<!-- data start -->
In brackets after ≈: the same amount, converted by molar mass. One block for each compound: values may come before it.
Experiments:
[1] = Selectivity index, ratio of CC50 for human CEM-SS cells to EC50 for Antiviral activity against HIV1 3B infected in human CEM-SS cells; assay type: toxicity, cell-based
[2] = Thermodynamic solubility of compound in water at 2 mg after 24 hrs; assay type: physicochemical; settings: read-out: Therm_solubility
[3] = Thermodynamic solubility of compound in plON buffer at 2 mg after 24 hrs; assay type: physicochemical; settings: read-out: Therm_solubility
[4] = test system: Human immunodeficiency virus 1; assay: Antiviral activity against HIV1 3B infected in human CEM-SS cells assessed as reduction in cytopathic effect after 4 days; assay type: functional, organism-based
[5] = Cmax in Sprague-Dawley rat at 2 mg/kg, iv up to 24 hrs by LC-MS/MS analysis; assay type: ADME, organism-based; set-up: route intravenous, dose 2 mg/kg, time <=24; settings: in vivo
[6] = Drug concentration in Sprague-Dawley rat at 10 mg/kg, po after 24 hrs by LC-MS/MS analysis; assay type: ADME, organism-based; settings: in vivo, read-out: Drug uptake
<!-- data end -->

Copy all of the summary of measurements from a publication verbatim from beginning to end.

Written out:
In brackets after ≈: the same amount, converted by molar mass. One block for each compound: values may come before it.
Experiments:
[1] = Selectivity index, ratio of CC50 for human CEM-SS cells to EC50 for Antiviral activity against HIV1 3B infected in human CEM-SS cells; assay type: toxicity, cell-based
[2] = Thermodynamic solubility of compound in water at 2 mg after 24 hrs; assay type: physicochemical; settings: read-out: Therm_solubility
[3] = Thermodynamic solubility of compound in plON buffer at 2 mg after 24 hrs; assay type: physicochemical; settings: read-out: Therm_solubility
[4] = test system: Human immunodeficiency virus 1; assay: Antiviral activity against HIV1 3B infected in human CEM-SS cells assessed as reduction in cytopathic effect after 4 days; assay type: functional, organism-based
[5] = Cmax in Sprague-Dawley rat at 2 mg/kg, iv up to 24 hrs by LC-MS/MS analysis; assay type: ADME, organism-based; set-up: route intravenous, dose 2 mg/kg, time <=24; settings: in vivo
[6] = Drug concentration in Sprague-Dawley rat at 10 mg/kg, po after 24 hrs by LC-MS/MS analysis; assay type: ADME, organism-based; settings: in vivo, read-out: Drug uptake